Just before we left for this trip, I bent our car. I was trying to pull around a friend’s car and mis-judged the turning ratio of my the Subaru, resulting in a creased door panel and a dent in the wheel well. A few days later we pulled into a campground to stay for one night, and Ben mis-judged a turn wth the motorhome. That left a bright yellow stripe of paint along the bottom of the bay doors. So it was that we arrived at our destination slightly worse for wear. We just pulled into our designated place in the campground when an aging Buick appeared. “Hey, I see you got a dent, I can fix it!” This is how we met Bernardo and his little family. He was with his wife Maria and daughter, Lia. Maria was a few months pregnant. Ben and Bernardo chatted for a few minutes, and a deal was struck. We were parked for one night only, so Bernardo got straight to work, pulling out his tools.
His daughter Lia is a sweet girl of about 8. She enjoyed meeting Ryder and Henry. “We had a dog, but he got sick so we had to send him away,” she said in a soft voice. In a few minutes she was playing with other kids in the RV park. Bernardo explained his dent removal process step by step, proud of his work. I asked him if I could take his picture. “I won’t show your face online, I never do that and if you say so I won’t use your real name,” I told him. He said “well, to be honest, I work at a collision shop and I moonlight on the weekends. I don’t want my boss to know.” He worked on our vehicles for a couple hours, and charged us a fraction of what it would cost to take it to a regular collision shop. At one point he had to move his car to let another camper get by. The elderly Buick wouldn’t start, so in a well rehearsed performance, his wife slid behind the wheel and he popped the hood, fiddled with something, his wife turned the key and the Buick coughed to life.
As you can see from the pictures, he did a good job. The RV and the Subaru are both over ten years old, so we don’t have any showroom expectations for either one. We paid him his modest sum, and he gave us his phone number. “If you or your friends need anything, give me a call.” He called Lia away from her new friends and the old Buick lumbered away. The three of them waved to us.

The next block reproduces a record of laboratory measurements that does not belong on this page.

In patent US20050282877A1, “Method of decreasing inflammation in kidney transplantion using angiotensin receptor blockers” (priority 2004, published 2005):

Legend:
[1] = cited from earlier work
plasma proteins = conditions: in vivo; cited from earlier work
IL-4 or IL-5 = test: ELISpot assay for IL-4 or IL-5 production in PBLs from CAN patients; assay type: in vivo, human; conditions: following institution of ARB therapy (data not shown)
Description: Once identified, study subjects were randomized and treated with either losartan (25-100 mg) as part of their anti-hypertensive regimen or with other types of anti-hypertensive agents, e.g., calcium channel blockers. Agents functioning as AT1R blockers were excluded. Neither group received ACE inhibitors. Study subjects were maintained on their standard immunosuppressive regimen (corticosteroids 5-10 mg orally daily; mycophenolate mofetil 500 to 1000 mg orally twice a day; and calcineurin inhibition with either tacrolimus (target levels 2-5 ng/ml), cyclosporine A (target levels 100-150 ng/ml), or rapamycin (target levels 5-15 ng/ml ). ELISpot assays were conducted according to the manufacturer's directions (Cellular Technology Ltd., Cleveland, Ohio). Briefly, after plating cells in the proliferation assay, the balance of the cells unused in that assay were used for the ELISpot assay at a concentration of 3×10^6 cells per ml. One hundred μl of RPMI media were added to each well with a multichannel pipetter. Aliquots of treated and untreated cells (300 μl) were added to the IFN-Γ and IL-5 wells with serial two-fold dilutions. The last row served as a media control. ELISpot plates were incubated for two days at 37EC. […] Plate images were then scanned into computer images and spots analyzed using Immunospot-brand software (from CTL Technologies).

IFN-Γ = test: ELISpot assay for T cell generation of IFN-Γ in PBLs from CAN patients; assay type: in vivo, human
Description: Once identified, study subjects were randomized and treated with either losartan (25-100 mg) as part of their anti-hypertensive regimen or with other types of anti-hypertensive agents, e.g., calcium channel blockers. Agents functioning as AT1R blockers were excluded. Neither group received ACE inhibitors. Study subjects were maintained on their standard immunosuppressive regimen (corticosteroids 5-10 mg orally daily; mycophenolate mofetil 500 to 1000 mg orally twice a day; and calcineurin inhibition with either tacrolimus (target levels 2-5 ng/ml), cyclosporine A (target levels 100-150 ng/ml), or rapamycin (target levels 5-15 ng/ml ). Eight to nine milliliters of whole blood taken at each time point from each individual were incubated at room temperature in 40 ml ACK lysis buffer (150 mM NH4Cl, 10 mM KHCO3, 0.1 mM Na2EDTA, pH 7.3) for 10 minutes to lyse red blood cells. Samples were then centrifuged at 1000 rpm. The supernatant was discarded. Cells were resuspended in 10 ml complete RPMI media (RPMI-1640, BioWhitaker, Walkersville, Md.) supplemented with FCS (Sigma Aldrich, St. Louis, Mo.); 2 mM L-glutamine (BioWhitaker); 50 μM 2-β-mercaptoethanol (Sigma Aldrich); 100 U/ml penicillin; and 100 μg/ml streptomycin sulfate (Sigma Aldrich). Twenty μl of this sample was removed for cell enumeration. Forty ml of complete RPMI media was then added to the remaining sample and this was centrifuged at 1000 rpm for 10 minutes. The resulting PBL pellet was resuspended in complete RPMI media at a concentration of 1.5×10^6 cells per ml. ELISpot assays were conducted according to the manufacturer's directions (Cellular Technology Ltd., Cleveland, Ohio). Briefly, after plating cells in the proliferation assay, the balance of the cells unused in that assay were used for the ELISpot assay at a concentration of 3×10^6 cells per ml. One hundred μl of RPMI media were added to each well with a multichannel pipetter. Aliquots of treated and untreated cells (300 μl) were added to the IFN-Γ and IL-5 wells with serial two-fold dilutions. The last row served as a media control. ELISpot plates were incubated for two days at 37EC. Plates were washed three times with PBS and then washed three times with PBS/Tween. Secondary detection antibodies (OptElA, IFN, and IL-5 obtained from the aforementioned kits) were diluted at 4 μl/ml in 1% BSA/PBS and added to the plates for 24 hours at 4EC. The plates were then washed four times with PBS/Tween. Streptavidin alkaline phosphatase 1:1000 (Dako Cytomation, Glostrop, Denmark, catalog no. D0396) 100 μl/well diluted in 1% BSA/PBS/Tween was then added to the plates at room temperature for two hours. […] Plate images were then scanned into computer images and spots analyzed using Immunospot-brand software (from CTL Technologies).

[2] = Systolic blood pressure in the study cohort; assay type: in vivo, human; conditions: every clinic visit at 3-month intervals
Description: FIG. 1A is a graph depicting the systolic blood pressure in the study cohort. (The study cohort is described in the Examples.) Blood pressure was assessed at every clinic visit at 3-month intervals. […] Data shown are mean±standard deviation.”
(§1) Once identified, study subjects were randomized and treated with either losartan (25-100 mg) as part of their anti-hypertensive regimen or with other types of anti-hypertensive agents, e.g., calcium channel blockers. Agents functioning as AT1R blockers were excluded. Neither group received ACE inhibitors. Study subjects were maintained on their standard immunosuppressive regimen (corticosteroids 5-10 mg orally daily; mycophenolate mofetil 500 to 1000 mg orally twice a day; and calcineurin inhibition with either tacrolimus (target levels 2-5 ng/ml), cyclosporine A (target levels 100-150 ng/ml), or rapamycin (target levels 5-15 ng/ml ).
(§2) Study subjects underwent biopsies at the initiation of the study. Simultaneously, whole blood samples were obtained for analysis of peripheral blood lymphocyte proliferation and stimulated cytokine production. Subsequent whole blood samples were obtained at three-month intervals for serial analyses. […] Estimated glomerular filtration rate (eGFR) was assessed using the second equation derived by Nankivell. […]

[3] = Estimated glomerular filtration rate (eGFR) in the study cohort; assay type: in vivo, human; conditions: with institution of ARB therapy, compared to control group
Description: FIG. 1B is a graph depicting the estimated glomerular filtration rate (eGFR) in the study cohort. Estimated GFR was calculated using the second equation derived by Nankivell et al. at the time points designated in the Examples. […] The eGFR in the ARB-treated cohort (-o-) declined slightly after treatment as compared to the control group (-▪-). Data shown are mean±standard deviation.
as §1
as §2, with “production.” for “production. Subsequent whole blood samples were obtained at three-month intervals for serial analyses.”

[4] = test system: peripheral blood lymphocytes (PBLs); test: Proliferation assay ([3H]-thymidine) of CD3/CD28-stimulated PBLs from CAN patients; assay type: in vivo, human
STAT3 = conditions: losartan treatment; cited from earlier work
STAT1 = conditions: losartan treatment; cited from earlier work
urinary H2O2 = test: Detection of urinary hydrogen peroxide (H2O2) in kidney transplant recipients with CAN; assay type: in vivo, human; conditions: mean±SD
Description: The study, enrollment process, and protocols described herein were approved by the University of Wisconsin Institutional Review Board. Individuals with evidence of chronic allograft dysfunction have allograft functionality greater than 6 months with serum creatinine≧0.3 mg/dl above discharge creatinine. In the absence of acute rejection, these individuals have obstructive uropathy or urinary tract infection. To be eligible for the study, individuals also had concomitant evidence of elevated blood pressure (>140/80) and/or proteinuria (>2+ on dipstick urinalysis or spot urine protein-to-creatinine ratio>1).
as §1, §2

I thought a lot about Bernardo and his family. He’s likely not one of the better-paid employees at his workplace, and I wondered if he’d learned to do dent removal through observation. His “tool kit” was definitely improvised. He told me he is from a big city up north, and for whatever reason he is here now. Yes, he is an immigrant and his appearance fits the most recent stereotype for people of Latin descent that is being promoted by our country’s leaders. He’s hustling to make a living for Maria and Lia any way he can, living on the knife-edge of poverty. His car was clean, his daughter and wife looked well cared for and happy, and Bernardo sold the quality of his work with fierce pride. Ben initially wanted to write Bernardo a check, and though his face fell, he agreed. By the time he finished his work though, we paid him in cash. We don’t know anything about him, but I doubt he had a bank account, and someone who looked like him might have a hard time getting a personal check cashed in town. We left the next morning. I’m sure Bernardo is out there waiting for another opportunity to ply his trade and hone his skills. I wish him the very best, and If I ever come back, I hope I see a sign that says “Bernardo’s Dent and Collision.” It’s his dream he came here to fulfill. I hope he gets to do just that.
Postscript: We pulled into the campground that will be our home for about a week. We are camping with friends. They had just parked their Jeep and we were relaxing when we heard a sickening crunch. Someone towing a huge trailer clipped the Jeep. As we ran to survey the damage, I grabbed the piece of paper with Bernardo’s phone number.